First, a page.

Toshio's naked body was released without a stitch of clothing on it to his wife and four-year-old daughter. His courageous wife pressed the officials, saying "Don't you people have even the compassion to put a sheet over someone you've killed with your own hands?" They could only mumble in reply.
As a "traitorous" family, she and her daughter lived under observation by the Special Higher Police and suffered the cold stares of society. Working day and night during and after the War, Toshio's widow died exhausted.
After the War's end, the story was that the War was waged against the Emperor's will. The military men and politicians who thus went against the will of the Emperor and started the War were granted pensions, while those who died who had been in agreement with the Emperor received no compensation. Wanting to find out what crime her father was judged to have committed, Toshio's daughter, who had grown up during the difficult times after the War, requested the court to issue a copy of his trial records. The single response she received was that "the documents requested were burned up." This daughter later became my wife.
It is not necessarily the enemy's bullets that are to be feared during a war. What is frightening beyond words is the process by which a government run amok can kill its own citizens who have committed no crimes.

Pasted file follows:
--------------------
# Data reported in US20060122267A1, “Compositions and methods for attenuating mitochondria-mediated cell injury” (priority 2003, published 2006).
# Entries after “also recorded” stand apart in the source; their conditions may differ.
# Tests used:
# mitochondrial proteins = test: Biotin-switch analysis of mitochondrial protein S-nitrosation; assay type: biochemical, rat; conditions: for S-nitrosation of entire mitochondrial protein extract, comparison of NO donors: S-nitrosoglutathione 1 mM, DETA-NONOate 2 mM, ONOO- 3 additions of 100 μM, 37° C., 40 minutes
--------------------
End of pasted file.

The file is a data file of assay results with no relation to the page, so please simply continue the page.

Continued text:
Yamashita Saburo, sixty-one (m), company president, Tokyo [p. 179]
The Red Circle is the Heart: Don't Ever Stab It
In March 1942 a post was fixed in the ground in a corner outside the town in Shan County of Shandong Province. In a hollow next to the post cowered five captured Chinese soldiers, their hands tied behind their backs. They were painfully emaciated and absolutely filthy. Their faces twitched and their bodies trembled.
These prisoners were to be used as targets for bayonet practice by twenty-some raw recruits. During my training period with the Kofu Regiment we used straw dummies as targets. Here on the battlefront they used live human beings. About to stab a human being for the first time in their lives, the new recruits were terrified--their faces were sheet white. The tips of their bayonets quivered as they stood ready.
The prisoners were blindfolded and tied to the post. A circle was drawn in red chalk around the area of the heart on their grimy clothes. As the bayonet training began, the instructor bellowed out, "Ready? The red circle is where the heart is. That's the one place you're prohibited to stab. Understood?"
I had thought that the instructor had marked the area to make it easier for the new recruits to stab at the heart. But that was my misunderstanding. It was to make the prisoners last as long as possible.
Several minutes later, shrill war cries echoed continuously outside the town. The prisoners, their bodies honeycombed with bayonet stabs, crumpled in a pool of blood.
War had transformed the instructors and the soldiers into frenzied murderers. This abnormal state of mind must be unfathomable to today's young people who haven't experienced war.
Kawano Masato, sixty-seven (m), restaurant owner, Yokosuka [p. 69]